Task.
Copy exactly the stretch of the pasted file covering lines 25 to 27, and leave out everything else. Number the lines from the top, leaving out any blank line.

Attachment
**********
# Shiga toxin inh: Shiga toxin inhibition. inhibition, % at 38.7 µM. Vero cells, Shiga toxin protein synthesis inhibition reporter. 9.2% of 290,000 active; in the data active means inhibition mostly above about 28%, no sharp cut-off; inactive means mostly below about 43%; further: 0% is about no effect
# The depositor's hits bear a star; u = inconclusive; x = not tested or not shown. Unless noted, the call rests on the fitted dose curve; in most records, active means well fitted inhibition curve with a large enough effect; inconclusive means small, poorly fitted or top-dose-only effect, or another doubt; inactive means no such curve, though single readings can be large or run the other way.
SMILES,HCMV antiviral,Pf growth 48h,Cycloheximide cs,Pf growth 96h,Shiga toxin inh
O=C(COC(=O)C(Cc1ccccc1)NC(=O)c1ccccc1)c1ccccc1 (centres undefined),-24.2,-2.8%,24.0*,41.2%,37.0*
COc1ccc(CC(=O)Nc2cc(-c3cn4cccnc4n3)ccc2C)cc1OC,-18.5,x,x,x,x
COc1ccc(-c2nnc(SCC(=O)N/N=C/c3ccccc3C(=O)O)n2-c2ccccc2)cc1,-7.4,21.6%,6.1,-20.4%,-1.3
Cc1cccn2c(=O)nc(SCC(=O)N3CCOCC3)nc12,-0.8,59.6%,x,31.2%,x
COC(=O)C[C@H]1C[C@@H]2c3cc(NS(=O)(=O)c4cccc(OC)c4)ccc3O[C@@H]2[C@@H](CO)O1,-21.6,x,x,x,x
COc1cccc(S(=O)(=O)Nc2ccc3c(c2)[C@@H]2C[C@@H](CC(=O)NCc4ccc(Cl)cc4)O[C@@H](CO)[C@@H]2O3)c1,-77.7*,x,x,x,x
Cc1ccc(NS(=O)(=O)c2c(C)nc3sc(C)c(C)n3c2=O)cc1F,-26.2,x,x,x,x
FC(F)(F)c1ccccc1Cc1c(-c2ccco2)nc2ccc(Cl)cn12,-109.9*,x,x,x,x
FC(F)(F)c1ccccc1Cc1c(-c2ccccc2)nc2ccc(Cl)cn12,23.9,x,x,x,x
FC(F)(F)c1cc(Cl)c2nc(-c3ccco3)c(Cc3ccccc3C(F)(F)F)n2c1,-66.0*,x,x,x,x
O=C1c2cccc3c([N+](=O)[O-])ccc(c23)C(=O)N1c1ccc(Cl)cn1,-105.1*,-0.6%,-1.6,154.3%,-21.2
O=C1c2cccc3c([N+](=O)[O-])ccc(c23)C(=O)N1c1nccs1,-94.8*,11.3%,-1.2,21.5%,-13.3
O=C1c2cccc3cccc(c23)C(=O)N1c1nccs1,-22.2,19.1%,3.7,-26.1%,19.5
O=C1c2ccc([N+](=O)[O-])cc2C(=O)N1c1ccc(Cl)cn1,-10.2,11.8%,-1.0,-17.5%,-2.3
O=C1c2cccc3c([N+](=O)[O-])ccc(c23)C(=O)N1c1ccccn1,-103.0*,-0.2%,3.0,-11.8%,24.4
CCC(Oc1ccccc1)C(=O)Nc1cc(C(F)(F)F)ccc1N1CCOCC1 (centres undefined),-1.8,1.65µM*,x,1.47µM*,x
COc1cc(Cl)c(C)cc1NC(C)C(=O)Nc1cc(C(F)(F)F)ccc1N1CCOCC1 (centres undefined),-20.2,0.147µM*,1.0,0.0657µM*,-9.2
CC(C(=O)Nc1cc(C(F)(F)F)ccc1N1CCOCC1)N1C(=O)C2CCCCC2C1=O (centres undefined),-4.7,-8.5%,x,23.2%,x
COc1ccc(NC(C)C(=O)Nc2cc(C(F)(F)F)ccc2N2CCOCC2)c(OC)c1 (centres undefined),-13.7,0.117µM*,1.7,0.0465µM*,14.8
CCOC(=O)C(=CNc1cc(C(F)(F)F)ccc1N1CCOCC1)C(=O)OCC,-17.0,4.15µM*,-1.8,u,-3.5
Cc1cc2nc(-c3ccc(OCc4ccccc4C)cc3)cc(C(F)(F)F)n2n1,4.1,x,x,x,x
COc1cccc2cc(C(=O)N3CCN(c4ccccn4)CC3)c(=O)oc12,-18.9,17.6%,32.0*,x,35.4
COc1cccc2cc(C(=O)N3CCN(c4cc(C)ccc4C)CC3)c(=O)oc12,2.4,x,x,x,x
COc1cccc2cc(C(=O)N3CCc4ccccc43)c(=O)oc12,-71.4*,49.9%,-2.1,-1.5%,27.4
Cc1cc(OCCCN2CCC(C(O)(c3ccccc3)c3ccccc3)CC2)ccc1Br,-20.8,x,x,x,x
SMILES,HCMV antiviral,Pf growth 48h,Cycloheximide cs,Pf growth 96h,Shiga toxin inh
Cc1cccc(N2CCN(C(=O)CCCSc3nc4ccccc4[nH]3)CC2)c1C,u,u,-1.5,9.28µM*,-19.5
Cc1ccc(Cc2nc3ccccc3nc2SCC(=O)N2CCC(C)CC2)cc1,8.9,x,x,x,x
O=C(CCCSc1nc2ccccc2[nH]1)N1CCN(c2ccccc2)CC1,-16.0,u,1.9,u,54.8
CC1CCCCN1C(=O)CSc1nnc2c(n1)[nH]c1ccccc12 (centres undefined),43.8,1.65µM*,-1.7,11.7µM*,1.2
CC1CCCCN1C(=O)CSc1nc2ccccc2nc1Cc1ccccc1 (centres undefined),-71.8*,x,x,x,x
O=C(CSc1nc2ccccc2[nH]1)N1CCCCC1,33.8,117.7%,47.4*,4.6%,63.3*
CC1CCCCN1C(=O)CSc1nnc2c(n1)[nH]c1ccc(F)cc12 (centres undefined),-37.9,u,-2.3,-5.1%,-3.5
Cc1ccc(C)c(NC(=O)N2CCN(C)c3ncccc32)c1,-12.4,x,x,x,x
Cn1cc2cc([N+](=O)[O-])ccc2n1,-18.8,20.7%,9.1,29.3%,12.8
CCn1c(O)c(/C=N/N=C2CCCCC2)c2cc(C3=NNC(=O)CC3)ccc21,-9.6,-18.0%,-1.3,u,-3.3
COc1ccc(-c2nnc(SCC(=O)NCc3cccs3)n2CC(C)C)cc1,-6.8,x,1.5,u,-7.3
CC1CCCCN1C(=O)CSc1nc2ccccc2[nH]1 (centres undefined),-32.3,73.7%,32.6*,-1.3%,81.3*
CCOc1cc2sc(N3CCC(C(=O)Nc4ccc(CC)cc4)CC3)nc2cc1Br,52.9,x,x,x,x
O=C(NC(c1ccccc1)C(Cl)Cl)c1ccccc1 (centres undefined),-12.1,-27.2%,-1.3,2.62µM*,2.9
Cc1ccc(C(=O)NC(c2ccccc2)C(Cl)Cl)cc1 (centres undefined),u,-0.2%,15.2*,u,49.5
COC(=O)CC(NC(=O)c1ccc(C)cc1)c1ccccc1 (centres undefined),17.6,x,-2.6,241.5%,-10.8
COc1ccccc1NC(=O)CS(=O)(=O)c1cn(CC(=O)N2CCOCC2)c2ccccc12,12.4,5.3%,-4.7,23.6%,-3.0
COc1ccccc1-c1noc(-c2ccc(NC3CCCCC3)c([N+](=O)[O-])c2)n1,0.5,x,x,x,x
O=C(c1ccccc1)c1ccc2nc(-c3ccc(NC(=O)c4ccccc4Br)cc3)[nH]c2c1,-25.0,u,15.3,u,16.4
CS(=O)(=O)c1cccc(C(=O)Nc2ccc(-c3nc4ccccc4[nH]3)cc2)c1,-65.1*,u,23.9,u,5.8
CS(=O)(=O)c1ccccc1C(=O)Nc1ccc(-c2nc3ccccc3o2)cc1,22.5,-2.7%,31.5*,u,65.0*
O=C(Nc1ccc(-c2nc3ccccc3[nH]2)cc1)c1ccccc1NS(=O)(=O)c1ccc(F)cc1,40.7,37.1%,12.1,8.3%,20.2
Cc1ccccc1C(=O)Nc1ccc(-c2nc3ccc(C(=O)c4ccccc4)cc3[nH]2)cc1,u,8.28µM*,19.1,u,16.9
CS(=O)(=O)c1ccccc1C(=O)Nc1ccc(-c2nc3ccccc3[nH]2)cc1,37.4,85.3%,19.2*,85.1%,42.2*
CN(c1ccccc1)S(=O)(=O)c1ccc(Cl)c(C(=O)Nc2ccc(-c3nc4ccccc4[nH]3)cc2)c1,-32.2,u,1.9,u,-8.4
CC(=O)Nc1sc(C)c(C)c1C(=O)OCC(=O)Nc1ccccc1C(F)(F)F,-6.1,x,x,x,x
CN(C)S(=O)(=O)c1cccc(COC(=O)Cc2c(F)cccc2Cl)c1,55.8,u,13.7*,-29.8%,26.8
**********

COc1cccc2cc(C(=O)N3CCN(c4ccccn4)CC3)c(=O)oc12,-18.9,17.6%,32.0*,x,35.4
COc1cccc2cc(C(=O)N3CCN(c4cc(C)ccc4C)CC3)c(=O)oc12,2.4,x,x,x,x
COc1cccc2cc(C(=O)N3CCc4ccccc43)c(=O)oc12,-71.4*,49.9%,-2.1,-1.5%,27.4